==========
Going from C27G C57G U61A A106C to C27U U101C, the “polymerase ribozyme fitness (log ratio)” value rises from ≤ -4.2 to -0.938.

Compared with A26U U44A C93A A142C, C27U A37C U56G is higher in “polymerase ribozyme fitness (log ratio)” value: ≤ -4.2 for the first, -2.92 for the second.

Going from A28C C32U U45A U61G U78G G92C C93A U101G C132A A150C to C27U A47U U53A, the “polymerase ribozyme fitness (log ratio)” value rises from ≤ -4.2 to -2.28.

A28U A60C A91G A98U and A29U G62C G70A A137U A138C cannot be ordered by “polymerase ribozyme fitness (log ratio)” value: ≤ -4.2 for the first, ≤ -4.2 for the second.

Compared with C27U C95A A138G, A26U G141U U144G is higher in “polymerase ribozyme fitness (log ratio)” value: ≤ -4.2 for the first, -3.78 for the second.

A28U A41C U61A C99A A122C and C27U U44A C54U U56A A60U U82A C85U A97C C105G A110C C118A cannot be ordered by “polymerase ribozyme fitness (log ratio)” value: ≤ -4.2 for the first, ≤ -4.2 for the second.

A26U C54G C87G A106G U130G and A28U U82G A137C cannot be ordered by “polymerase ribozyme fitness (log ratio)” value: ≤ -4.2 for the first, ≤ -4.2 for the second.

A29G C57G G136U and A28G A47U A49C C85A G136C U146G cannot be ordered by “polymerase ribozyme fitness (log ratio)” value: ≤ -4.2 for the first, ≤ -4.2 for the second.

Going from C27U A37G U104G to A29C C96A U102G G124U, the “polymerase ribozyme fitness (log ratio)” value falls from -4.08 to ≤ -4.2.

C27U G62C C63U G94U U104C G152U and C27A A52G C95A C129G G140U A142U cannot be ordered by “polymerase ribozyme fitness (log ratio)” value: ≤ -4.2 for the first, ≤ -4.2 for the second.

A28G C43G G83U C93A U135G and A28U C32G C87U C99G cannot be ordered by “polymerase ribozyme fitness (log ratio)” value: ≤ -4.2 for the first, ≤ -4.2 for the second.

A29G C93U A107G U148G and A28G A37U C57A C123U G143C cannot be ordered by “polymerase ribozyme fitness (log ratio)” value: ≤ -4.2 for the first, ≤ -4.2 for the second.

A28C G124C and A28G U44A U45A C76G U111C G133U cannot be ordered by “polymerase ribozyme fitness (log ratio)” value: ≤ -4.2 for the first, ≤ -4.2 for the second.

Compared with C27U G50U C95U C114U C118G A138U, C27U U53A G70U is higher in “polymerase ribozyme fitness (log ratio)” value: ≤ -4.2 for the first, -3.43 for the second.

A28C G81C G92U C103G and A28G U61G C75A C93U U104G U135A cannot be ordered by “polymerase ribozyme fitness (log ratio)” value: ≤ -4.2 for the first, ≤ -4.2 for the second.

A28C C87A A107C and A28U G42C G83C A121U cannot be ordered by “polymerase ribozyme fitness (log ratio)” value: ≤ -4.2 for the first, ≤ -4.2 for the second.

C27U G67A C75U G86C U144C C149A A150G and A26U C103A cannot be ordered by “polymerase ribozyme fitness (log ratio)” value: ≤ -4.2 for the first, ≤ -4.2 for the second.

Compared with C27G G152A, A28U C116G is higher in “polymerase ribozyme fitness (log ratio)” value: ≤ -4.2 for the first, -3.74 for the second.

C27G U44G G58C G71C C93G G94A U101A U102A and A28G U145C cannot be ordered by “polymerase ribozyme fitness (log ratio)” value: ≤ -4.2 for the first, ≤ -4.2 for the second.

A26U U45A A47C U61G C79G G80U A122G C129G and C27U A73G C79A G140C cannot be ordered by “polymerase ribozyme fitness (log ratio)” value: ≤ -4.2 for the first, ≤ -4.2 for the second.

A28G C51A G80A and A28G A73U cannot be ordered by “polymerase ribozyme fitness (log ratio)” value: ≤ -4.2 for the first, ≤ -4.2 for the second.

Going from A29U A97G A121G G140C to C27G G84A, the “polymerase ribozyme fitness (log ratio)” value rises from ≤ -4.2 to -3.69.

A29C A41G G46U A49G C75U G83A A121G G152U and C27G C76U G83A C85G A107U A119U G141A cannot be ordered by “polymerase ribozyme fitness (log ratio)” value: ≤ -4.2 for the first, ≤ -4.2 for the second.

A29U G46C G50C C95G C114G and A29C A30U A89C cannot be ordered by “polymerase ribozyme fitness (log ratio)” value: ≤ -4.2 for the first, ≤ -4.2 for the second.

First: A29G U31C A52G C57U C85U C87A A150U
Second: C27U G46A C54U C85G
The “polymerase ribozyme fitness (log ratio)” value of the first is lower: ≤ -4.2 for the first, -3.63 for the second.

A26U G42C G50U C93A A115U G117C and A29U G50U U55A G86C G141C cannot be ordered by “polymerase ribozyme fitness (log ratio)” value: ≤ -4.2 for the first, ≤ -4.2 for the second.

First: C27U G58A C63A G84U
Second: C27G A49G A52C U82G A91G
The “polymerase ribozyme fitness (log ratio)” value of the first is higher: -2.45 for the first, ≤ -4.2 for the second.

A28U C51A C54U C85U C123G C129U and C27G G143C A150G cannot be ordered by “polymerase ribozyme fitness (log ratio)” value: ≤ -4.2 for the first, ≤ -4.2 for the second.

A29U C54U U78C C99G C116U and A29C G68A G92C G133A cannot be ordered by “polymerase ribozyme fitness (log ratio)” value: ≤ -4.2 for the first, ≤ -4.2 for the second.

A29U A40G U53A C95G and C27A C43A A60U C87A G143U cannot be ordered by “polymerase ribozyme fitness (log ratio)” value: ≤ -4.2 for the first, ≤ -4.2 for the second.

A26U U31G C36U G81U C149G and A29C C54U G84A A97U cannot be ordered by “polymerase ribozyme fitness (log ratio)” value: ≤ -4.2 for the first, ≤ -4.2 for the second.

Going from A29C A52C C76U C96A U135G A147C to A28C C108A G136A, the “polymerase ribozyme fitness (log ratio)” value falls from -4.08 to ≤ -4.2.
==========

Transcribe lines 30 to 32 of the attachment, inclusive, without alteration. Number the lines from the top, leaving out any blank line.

Second: C27G A49G A52C U82G A91G
The “polymerase ribozyme fitness (log ratio)” value of the first is higher: -2.45 for the first, ≤ -4.2 for the second.

A28U C51A C54U C85U C123G C129U and C27G G143C A150G cannot be ordered by “polymerase ribozyme fitness (log ratio)” value: ≤ -4.2 for the first, ≤ -4.2 for the second.